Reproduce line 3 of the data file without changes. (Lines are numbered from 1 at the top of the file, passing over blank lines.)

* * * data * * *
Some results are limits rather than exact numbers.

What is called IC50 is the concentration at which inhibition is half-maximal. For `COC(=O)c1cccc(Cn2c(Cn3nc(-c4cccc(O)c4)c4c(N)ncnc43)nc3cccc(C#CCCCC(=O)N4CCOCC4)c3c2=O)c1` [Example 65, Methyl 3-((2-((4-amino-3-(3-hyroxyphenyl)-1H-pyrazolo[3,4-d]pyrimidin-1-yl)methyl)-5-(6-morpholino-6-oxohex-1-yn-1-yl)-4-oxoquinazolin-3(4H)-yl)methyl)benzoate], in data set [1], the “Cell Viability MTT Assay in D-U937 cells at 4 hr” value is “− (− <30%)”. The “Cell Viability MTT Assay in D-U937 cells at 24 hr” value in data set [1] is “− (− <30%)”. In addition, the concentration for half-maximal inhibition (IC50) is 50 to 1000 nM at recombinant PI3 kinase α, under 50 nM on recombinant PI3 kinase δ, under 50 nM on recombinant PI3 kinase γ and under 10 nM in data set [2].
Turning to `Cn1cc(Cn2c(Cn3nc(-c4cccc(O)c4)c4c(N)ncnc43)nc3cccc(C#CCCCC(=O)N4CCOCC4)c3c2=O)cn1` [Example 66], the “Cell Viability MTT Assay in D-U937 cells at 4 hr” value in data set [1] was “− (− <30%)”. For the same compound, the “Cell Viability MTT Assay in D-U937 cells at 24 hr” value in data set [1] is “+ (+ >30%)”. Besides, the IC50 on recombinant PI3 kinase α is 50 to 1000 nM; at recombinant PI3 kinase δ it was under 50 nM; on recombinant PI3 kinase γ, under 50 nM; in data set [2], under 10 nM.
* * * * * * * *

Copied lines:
Turning to `Cn1cc(Cn2c(Cn3nc(-c4cccc(O)c4)c4c(N)ncnc43)nc3cccc(C#CCCCC(=O)N4CCOCC4)c3c2=O)cn1` [Example 66], the “Cell Viability MTT Assay in D-U937 cells at 4 hr” value in data set [1] was “− (− <30%)”. For the same compound, the “Cell Viability MTT Assay in D-U937 cells at 24 hr” value in data set [1] is “+ (+ >30%)”. Besides, the IC50 on recombinant PI3 kinase α is 50 to 1000 nM; at recombinant PI3 kinase δ it was under 50 nM; on recombinant PI3 kinase γ, under 50 nM; in data set [2], under 10 nM.